Maureen:So when you're maybe meeting with leaders or just thinking about leaders, are there certain characteristics that are making people more successful just in their, their leadership suite? Or are there maybe a better question is places where they're challenging themselves personally, to move the, move the needle on this in their organization. And I'm just wondering if maybe someone's looking to themselves, I'm wondering, where do I need to grow? How can I be personally affective in leading my organization,
Tracie: Yeah. And that's a great, insightful question because leaders have had to ask themselves, they've had to look inward. And so self-awareness has become a critical byproduct right. Of what has been happening in the past two months. And so leaders are, have different perspectives, but all of them are now forced and have been forced to pick up some self-awareness, particularly if you're a Caucasian leader, you know, and your lookout at your organization or company, and say, how do we get here? You know, some organizations may be predominantly Caucasian. And so you'll see maybe some, or there's little to no minority representation in leadership. How did we get here? Right. And it's clear how we got here. And that's just because, you know, a bias that happens. And we talk about that a little bit, but now what, in terms of introspectively, what do I need to do to change the world around me?
And how will that have an impact on my leadership of this organization? So a lot of leaders are asking for input, which again was not happening to 30 years ago. So now they are willing to be humble and listen, and not just listen or try and make something happen from what their employees are telling. Right. That's, that's what I've been seeing. And that is the, that's another piece that's going to make the difference in really helping this movement to be sustainable.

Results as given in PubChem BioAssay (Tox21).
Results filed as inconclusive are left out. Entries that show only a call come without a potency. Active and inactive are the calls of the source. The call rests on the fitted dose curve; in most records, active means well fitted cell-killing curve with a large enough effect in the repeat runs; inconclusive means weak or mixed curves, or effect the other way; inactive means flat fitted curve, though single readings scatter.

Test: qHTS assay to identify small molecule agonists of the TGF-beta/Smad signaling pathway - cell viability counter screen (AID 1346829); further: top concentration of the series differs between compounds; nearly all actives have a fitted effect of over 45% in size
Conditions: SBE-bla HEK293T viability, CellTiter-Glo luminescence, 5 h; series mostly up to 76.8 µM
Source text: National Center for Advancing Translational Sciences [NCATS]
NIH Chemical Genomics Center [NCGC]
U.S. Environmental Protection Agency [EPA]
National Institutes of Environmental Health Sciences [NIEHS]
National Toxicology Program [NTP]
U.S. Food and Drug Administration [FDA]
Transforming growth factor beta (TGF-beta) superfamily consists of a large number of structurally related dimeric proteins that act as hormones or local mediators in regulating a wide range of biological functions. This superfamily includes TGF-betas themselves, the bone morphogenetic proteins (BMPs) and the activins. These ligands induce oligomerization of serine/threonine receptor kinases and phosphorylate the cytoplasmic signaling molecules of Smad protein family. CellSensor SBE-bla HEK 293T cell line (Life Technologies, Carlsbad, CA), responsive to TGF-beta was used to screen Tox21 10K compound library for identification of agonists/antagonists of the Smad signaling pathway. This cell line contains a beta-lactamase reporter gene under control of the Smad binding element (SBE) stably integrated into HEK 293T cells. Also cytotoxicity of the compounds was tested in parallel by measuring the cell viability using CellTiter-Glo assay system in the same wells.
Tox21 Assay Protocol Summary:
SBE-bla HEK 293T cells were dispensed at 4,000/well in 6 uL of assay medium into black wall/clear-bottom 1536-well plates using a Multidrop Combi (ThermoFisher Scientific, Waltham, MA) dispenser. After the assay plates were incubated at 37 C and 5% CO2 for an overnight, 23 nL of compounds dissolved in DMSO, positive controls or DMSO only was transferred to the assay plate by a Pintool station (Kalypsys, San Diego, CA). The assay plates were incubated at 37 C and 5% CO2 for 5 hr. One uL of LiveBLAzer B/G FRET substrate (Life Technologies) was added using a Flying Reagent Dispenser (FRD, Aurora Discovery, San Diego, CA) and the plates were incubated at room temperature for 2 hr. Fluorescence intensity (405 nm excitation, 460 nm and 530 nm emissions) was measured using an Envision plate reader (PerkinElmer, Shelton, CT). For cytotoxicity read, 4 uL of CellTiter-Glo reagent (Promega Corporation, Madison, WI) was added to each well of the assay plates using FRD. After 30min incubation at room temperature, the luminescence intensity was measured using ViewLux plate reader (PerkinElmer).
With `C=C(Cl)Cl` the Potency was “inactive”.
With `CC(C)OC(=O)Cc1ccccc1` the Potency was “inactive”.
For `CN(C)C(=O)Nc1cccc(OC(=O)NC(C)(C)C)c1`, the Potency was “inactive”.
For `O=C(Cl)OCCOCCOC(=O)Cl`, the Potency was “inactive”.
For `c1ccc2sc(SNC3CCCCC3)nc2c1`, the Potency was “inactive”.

Maureen: You hear a lot about people talking and saying we need to be more comfortable having uncomfortable conversations. And you know what, I think that I've started to have some that, you know, maybe intentional or not, but how, I mean, what does that even look like? Is it, you know, we have a staff meeting and we bring up a subject or I meet with an individual. What, how are these uncomfortable situations or uncomfortable conversations happening right now that you've seen and are bringing fruitful you know, bringing good things after the uncomfortableness assets.
Tracie: So I think the, you know, what makes the uncomfortable conversations uncomfortable is that people don't know how others are going to react or respond to what they're going to say. So this whole idea around political correctness and what to say and what not to say, particularly in the workplace, right. Has been, you know, really strong over the past 10 years. So we have to watch what we say in the workplace that along with now, when you have racial injustice and you understand that the blinders are off with the systemic racism that has been in place even before we were here, right. How do you have those conversations and what those conversations look like? Well, they look a lot like talking about race as, as you see.
So I'm a black woman. So let's talk about what it means to be a black woman working in this organization, you know, and I could be talking to a Latino coworker an Asian coworker, a white coworker, well, let's start talking about what it means for me and how my experience may be different than yours. And here's why I'm a woman also. Right. And so what might that look like when I'm talking to a male counterpart and my experience in this ordinance? So it's just making sure that we can be open with our diet and our lingo without people looking at us. And I think, I think the stigma is now starting to be slowly removed because people are more comfortable saying you're a white man, and it's okay to say that, you know, you're a white man or you're a gay man, or you're a gay woman, and let's talk about, or your trans woman.
And let's talk about what that means for you in this organization because we want to be accepting and we want to value all differences. So I think the first part of making those uncomfortable, uncomfortable conversations, less uncomfortable is to get rid of the stigma associated with the lingo that we were scared to use. So it's just being open and talking and addressing people as they are. And, you know, and that makes you feel more comfortable. That starts to make you feel more comfortable. And then you can start having conversations about what kind of work do you do? Well, I've been doing this well, great. If you go to college and you start finding differences, right. And you might find that your counterparts probably didn't have the education, you didn't grow up the way you grew up. And so that begins a long dialogue on, okay, now I understand. Or at least I get, I have some awareness of your world, which hasn't happened in organizations in probably forever. We haven't been comfortable having.